From the Brazilian Pantanal to La Paz, Bolivia by Taxi, Train and Bus

From the amazing Brazilian Pantanal I needed to get to La Paz, Bolivia. With no direct flights and one-way flights ridiculously expensive, the best mode was overland.

Leaving the excellent Hostel Road Riders in Corumbá, Brazil, Dana, Ela and I took a taxi to the Bolivian border. As an Australian, I obtained my Bolivian entry stamp easily. Not so Israeli passport holders Dana and Ela. Border officials shunted them around, asked for itineraries and bookings and treated them with disdain.

Quijarro Border Crossing, Bolivia

The Corumbá-Quijarro border crossing from outside a shop on the Bolivian side where I waited for Dana and Ela

After a few hours Dana and Ela still had not received their visas so I left the border for Puerto Quillaro’s La Brasilena train station. There I met New Zealanders Kyle and Anna who also wanted to buy a ticket on the Death Train to Santa Cruz de la Sierra. Continue reading

The Epic Pantanal Wetland

The Pantanal, Brazil

A Pantanal water lily

The Pantanal, spread across South American countries Brazil, Bolivia and Paraguay is the world’s largest tropical wetland. The region is also an amazing place for viewing wildlife despite consisting largely of privately owned cattle stations. In four days of Pantanal exploring I saw and photographed so many birds and other animals, they required separate blog posts. Continue reading

Birds of the Brazilian Pantanal

During my trip to the Brazilian Pantanal wetlands I saw dozens of bird species. Following are my best birding photos (see here for other animal photos).

Birds of the Brazilian Pantanal

Water birds, including pink roseate spoonbills, red-necked jabirus and all-white great egrets, fly off after being disturbed

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Animals of the Brazilian Pantanal

Besides birds, the Pantanal hosts many other animals. Following are photos of non-avian creatures from my June 2016, four day, three night Pantanal Trekking tour.

Animals of the Pantanal

This porcupine in a tree was only the second one the guide had ever seen. The farm workers could not believe we saw a porcupine
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Back to Marizá Epicentro Permaculture Farm – this time in Winter

Mariza Epicentro Permaculture Farm, Tucano, Bahia, Brazil

A red-headed bird in the late afternoon Marizá sun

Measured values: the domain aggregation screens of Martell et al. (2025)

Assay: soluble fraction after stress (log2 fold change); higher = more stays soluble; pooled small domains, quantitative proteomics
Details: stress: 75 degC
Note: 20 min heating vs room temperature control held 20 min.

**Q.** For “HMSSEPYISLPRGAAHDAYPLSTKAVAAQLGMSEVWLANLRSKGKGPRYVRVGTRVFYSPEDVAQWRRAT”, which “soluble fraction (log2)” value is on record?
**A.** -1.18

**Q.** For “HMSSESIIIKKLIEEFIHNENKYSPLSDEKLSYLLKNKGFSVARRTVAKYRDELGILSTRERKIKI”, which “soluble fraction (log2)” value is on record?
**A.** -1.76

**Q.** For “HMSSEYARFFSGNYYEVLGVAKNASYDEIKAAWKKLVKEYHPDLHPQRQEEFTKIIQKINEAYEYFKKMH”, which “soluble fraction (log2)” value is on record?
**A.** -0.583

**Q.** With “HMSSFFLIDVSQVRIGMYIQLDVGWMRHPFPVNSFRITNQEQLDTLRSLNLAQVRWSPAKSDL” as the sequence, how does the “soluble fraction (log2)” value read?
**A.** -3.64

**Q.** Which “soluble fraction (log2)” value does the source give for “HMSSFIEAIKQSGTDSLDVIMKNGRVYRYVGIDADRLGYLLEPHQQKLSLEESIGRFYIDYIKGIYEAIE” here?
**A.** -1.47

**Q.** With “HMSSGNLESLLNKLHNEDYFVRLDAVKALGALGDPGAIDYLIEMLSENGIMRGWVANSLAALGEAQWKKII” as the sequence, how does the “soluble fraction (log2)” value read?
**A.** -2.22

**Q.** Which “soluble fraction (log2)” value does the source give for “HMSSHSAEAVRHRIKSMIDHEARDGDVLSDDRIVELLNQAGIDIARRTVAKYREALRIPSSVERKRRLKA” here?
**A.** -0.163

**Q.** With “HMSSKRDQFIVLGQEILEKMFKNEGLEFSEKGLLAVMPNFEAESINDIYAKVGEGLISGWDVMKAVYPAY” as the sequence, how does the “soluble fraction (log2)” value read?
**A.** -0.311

In early June I returned to Marsha’s Marizá Epicentro permaculture farm. I loved my summer visit and looked forward to seeing the farm in winter.

Being tropical, June days were still hot and nights warm  although without December’s extremes. The most noticeable seasonal difference was increased greenery. Continue reading

Waterfalls, Birds and a Dam at Foz do Iguaçu, back in Brazil

The 22 May bus trip from Argentina’s Puerto Iguazú, across Fraternity Bridge, through both sets of immigration and to my hostel in Brazil’s Foz do Iguaçu only took half an hour. This contrasts greatly to my Argentinian entry when I waited for seven hours. The towns’ proximities belie their different languages and out of habit I thanked people with “gracias” many times before adjusting to the Portuguese “obrigado”.

Foz do Iguaçu has a significant population of Lebanese descent. When the local Arab restaurant didn’t have individual pieces of baklava, I performed exceptionally, eating a whole tray. The baklava tasted delicious, too.

The next day, Vimia and I caught a suburban bus to Iguaçu National Park, home of Brazil’s Iguassu Falls. The bus also stops at the city’s airport terminal, convenient and cheap for people with air connections. Prior to entering the park, we visited the adjacent Parque das Aves (Bird Park).

Video of a bird mimicking a boy at Parque das Aves. The bird chases the boy and even copies his jump
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Puerto Iguazu: Waterfalls, Rainbows and Butterflies on the Argentinian Side

Puerto Iguazu is the Argentinian gateway to one of the largest and most spectacular waterfall systems in the world: Iguazu. Near Iguazu the borders of Argentina, Brazil and Paraguay join, although the waterfalls lie within Argentina and Brazil, with most occurring in Argentina.

Upon arriving to Puerto Iguazu Airport in May I transferred to a bus for the final journey to the town of the same name. Outside Puerto Iguazu the bus stopped for passengers to pay a town entry fee. Being squeezed on the bus, I left my wallet on my lap instead of placing it in my pocket. Once at the bus terminal I exited the bus, forgetting about my wallet until I arrived to my accommodation. The hostel staff member assisted selflessly, calling the bus company and advising them about the missing wallet. Later, a driver arrived with a wallet. Alas, it was not mine. Luckily my wallet only contained limited cash and a debit card which I blocked.

Iguazu Waterfalls, Argentina

Watching the Iguazu waterfalls from the Argentinian side Continue reading